I ended the race on a strong kick as usual and had a great time. Below is a screenshot of my race as tracked by Runkeeper. I was happy with how it went and of course, the money went to a great cause as Habitat for Humanity was studied in Forces for Good as a high impact nonprofits.

My official time was 54:57, putting me in 116th place out of 223. See official race results here.

EWEB Run to Stay Warm – 11/20

The second weekend I took a trip up to Eugene Oregon to compete in EWEB Run to Stay Warm, their gas/electric provider’s charity race which helps householders in tough financial conditions keep the heat on during the cold Oregonian winter.

Why did I pick this race? It was featured in Runner’s World’s run of the month! And also, it gave me a chance to rideshare up and down via Ridejoy!

I was Couchsurfing in Eugene and was fortunate enough to have my host, Jesse, drive me to the center and he ended up bandit running the race (that’s Jesse in green in the picture).

First off, it’s freaking cold in Oregon. I know all the race organizers get a laugh out of the fact that not only are we helping keep the heat on through the race, but we personally are staying warm in the 37 F weather through running.

I don’t think I prepared adequately for the race and struggled quite a bit in the middle. Here’s what I learned:

  • Dress appropriately
    I knew it was going to be cold so brought a jacket and a long sleeve Under Armor shirt. Sounds reasonable except that the jacket wasn’t meant for running and the compression from the Under Armor shirt made it hard to breathe [3] I spent half the race with a bunch of crap tied around my waist, which wasn’t great. Next time I do a race in this climate I’d make sure to either have a running-specific jacket, or at least arm warmers and perhaps longer shorts or tights that fit not *too* tight.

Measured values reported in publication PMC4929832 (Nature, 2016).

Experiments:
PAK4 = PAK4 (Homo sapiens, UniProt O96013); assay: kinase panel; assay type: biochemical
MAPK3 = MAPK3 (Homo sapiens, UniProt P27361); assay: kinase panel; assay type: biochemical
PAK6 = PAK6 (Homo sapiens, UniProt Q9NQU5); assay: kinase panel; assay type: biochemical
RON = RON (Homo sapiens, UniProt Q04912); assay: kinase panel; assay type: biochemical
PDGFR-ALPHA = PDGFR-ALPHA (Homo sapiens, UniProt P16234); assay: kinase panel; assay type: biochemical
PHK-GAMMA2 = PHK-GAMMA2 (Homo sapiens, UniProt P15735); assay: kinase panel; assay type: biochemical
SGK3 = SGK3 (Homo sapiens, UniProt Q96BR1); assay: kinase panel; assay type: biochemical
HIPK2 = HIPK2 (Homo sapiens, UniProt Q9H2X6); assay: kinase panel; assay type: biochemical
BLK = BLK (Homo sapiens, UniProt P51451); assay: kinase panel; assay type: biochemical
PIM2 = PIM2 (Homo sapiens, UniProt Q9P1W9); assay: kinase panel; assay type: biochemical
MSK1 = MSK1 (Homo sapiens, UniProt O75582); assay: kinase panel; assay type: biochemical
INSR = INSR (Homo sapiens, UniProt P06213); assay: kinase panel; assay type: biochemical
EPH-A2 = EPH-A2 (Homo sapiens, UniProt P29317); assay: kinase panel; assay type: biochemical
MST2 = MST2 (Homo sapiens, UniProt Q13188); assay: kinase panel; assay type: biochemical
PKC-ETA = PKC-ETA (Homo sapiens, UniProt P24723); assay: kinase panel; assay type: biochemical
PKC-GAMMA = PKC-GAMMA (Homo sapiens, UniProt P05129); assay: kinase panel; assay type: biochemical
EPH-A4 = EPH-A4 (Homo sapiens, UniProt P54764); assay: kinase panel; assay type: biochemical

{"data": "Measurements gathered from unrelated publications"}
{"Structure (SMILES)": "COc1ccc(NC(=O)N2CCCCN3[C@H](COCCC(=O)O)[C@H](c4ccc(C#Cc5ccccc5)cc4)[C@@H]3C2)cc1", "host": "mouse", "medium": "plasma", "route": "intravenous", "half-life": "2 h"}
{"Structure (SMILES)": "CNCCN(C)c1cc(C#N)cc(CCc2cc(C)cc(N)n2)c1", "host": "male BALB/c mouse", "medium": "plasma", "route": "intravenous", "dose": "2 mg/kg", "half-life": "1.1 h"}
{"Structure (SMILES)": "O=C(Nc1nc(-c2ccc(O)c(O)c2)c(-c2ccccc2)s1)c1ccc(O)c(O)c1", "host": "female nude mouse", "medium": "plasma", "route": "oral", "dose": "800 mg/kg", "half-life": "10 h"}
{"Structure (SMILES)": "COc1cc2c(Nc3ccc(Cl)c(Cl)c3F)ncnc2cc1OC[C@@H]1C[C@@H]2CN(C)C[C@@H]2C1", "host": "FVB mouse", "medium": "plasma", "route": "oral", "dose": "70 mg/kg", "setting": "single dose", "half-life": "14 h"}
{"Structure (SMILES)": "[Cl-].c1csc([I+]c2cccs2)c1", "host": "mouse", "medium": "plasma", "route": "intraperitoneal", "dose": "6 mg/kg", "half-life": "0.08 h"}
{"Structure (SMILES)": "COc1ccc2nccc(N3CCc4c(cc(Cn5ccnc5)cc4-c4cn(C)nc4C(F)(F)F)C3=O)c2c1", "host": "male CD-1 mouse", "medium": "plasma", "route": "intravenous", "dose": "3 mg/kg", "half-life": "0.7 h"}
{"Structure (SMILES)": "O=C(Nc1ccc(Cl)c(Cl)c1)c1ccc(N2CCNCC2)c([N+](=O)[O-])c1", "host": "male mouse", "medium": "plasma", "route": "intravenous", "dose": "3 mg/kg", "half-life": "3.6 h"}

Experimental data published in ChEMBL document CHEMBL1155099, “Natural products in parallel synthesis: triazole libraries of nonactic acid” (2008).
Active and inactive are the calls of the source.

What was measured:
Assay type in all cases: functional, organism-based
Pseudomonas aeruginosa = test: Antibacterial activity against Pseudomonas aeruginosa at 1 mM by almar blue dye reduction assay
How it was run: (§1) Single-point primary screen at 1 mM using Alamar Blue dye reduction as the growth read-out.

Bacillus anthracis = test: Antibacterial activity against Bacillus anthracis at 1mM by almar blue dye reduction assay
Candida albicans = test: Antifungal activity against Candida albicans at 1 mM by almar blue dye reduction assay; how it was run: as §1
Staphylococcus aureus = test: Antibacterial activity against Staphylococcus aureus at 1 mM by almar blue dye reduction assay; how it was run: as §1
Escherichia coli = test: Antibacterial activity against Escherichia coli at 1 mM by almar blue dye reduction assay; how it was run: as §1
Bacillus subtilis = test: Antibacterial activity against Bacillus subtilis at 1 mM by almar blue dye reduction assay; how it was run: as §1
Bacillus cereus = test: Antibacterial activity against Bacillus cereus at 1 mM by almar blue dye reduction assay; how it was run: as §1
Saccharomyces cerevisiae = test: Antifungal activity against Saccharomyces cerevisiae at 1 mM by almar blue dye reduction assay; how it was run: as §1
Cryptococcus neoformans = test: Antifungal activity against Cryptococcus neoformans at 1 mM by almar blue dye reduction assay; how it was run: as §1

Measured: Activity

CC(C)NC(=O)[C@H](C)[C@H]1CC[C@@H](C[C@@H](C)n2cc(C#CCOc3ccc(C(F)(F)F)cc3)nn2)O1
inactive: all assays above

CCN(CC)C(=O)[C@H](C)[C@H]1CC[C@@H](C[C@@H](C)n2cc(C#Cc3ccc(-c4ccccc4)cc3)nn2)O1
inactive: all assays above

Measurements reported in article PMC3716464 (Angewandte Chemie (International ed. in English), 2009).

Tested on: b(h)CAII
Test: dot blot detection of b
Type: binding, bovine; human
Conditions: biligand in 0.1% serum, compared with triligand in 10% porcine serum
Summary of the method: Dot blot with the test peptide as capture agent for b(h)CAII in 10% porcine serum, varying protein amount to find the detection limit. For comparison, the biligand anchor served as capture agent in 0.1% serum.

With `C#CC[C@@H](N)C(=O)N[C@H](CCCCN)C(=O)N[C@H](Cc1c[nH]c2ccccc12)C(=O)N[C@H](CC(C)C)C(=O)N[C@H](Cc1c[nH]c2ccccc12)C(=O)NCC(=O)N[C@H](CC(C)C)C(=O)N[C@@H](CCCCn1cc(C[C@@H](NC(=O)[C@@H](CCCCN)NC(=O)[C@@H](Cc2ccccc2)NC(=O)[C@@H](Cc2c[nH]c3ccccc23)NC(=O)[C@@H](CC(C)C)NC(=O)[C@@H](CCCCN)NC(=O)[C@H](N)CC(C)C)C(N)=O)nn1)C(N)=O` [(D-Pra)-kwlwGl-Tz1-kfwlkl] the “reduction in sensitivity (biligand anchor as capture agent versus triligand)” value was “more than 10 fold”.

• Don’t drink too much coffee right before running
    I drank a big cup of coffee less than an hour before the race — it was really cold (see above) and drinking a hot beverage made me feel better in the moment. However, later in the race my stomach was not doing so great and I think it was in part because of the java.
  • Get more rest before the race
    The week leading up to the race there was a lot going on at work, so I don’t think I rested adequately, which is unfortunately a tradeoff you have to make when running a startup.

I was able to pull it together toward the end of the race and finish strong but it was definitely not easy. I am sort of amazed I finished slightly faster than the Stanford race. I definitely worked a lot harder…

Check out the differences in the splits (from Runkeeper)

Eugene Run to Stay Warm Stanford Home Run

Official finishing time was 53:57, placing 86 out of 272 runners. Official results here. Runkeeper link here.


Now that these two races are over, I’m taking a little time to rest, recharge and prepare for my next race. I’m jumping into a half marathon distance, which I’ve been told is a bit of a leap up from the 10k. We’ll see what happens! As always, I’ll keep you updated on how things go. Shoot me questions or comments down below!

FOOTNOTES


[1] I’ll be honest, I’ve coveted the Vibram Bikilas since hearing that Vibram was building a version of the shoe specifically for runners, but since I already owned KSO’s and then getting  the New Balance Minimus Trails, I didn’t feel it made sense to get another pair. But I’ve kept hearing good things from my running friends and when I got linked to a special 30% off deal, I took the plunge. [2] I’m mostly kidding – it doesn’t necessarily feel great to get passed by someone 20+ years older than you, but after reading the book Run Faster from the 5k to the Marathon, I’m heartened by the author/running coach’s rule that most runners don’t hit their peak until 30 and no matter what age you are, if you haven’t been much of a runner, it’ll take about 7 years of serious training for you to reach your lifetime best. So I confident to know there’s so much progress I can look forward to making. [3] I don’t know why but after getting this shirt as a gift, I always want to try to wear it for running, despite the fact that it’s a little too small and exerts force against my chest cavity opening and closing – making breathing just that much harder. I definitely learned my lesson this time.